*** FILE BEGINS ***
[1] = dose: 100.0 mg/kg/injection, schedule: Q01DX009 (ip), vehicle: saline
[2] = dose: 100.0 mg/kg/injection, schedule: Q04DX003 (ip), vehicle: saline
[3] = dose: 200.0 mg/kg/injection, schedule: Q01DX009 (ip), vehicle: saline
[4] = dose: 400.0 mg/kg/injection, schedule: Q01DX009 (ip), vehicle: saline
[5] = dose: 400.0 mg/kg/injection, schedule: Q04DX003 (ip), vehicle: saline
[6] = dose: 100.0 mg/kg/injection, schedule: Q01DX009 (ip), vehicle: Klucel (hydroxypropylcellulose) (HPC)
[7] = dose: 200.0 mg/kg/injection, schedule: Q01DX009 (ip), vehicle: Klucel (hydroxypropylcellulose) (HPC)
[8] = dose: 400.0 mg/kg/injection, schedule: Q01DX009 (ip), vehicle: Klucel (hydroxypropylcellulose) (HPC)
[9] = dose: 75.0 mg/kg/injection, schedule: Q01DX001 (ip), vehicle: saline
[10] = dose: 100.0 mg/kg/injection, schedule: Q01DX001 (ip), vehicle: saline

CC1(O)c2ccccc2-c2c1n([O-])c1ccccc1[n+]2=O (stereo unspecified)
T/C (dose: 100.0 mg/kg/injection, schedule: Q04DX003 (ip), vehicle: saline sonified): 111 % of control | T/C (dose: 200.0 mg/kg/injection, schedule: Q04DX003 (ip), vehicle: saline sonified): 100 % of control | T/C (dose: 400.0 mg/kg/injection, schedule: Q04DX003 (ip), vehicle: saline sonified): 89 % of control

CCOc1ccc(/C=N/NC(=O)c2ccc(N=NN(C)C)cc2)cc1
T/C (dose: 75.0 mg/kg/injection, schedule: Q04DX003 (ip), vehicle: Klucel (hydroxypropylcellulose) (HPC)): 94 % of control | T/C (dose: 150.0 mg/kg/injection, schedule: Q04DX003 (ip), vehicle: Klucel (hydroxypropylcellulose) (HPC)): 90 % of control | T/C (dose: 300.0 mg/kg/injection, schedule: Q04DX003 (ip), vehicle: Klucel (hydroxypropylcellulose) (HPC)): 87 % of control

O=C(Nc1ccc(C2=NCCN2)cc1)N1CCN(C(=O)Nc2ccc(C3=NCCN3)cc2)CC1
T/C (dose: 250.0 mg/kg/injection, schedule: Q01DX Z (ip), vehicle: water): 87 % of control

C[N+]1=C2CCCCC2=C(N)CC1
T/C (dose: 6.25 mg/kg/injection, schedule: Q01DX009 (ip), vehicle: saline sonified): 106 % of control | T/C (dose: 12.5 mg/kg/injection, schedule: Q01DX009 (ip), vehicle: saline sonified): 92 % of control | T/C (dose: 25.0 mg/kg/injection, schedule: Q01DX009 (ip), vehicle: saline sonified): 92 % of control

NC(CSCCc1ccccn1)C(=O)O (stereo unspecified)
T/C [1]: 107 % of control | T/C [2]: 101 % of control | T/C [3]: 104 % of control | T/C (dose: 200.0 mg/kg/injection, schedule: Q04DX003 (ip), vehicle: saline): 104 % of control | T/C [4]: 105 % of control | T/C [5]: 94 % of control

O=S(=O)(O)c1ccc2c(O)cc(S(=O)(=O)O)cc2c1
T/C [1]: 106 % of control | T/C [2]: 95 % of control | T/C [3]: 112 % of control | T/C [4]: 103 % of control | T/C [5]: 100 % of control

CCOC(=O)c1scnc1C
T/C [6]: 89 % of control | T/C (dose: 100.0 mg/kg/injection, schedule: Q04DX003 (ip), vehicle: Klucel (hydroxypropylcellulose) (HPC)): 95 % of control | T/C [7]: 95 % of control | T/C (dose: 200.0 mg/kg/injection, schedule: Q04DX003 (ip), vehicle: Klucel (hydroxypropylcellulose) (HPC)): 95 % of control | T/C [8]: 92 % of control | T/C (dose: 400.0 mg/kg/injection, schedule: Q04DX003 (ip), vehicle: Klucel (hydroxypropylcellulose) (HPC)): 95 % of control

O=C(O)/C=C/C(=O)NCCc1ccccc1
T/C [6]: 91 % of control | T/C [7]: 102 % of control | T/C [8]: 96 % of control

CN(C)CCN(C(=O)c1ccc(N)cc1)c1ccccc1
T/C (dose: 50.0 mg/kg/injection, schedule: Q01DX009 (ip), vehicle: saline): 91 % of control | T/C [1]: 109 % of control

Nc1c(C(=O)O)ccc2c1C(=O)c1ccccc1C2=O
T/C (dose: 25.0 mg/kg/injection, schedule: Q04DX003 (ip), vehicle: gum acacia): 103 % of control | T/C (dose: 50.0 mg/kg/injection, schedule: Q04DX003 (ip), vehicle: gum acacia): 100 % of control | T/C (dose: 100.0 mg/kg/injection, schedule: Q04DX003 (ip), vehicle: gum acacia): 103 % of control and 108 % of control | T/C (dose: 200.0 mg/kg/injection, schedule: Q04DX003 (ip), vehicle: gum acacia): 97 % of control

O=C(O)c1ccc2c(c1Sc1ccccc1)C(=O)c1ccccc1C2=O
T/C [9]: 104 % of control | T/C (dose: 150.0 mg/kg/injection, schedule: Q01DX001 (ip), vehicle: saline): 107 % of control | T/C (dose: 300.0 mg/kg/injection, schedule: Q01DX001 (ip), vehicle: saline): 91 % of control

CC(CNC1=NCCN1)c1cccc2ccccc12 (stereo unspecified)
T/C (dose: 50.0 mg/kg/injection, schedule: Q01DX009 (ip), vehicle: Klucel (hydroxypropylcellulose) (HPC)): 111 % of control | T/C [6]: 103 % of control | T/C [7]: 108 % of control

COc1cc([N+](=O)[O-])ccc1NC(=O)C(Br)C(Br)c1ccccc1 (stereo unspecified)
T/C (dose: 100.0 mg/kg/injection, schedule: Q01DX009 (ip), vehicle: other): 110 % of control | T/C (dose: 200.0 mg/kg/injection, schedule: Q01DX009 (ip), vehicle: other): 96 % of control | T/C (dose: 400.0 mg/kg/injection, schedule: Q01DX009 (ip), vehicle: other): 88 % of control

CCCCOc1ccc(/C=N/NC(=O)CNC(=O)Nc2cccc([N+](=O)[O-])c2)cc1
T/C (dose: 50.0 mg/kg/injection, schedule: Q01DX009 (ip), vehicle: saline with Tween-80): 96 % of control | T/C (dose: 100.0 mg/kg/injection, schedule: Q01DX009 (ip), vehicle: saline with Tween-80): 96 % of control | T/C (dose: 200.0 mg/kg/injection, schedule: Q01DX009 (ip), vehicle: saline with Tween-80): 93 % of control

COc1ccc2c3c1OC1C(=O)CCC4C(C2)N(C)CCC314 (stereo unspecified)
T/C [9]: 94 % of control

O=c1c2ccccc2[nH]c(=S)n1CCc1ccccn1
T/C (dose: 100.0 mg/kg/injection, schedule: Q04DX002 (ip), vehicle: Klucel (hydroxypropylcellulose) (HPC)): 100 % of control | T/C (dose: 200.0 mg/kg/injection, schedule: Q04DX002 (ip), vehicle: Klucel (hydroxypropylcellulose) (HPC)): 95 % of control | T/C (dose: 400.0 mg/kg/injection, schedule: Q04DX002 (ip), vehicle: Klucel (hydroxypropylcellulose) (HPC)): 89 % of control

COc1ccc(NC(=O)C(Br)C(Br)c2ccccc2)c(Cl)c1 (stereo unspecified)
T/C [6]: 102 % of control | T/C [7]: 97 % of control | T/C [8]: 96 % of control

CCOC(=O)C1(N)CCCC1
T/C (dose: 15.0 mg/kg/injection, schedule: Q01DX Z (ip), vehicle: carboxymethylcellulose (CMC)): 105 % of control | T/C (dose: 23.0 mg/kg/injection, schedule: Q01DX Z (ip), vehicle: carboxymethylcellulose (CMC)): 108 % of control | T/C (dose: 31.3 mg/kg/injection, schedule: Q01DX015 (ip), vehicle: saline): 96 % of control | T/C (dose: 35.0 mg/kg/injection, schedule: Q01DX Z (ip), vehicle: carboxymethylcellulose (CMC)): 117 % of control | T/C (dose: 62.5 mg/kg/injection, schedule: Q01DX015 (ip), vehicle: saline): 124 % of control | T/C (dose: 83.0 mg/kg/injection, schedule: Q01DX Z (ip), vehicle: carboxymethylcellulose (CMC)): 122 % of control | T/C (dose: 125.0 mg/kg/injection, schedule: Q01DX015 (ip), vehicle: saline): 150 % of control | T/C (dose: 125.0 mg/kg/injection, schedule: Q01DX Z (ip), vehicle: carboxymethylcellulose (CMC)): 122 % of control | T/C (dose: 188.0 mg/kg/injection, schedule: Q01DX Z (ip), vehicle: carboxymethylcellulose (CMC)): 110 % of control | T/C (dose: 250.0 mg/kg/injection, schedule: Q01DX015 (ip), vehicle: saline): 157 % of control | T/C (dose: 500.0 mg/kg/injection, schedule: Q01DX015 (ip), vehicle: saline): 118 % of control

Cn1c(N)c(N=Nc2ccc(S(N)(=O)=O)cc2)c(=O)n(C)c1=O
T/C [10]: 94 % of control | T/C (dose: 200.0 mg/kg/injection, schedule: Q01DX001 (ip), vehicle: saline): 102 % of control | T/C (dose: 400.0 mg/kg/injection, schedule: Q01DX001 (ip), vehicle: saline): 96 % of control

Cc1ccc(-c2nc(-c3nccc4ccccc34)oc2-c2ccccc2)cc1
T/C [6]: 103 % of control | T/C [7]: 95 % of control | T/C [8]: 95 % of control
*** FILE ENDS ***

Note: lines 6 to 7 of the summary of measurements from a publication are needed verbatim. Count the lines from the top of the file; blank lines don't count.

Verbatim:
[6] = dose: 100.0 mg/kg/injection, schedule: Q01DX009 (ip), vehicle: Klucel (hydroxypropylcellulose) (HPC)
[7] = dose: 200.0 mg/kg/injection, schedule: Q01DX009 (ip), vehicle: Klucel (hydroxypropylcellulose) (HPC)